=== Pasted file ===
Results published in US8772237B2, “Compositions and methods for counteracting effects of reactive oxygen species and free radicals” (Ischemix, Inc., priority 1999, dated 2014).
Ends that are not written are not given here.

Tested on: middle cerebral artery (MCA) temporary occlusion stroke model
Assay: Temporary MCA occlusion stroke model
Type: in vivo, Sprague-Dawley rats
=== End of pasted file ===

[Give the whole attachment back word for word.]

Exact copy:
Results published in US8772237B2, “Compositions and methods for counteracting effects of reactive oxygen species and free radicals” (Ischemix, Inc., priority 1999, dated 2014).
Ends that are not written are not given here.

Tested on: middle cerebral artery (MCA) temporary occlusion stroke model
Assay: Temporary MCA occlusion stroke model
Type: in vivo, Sprague-Dawley rats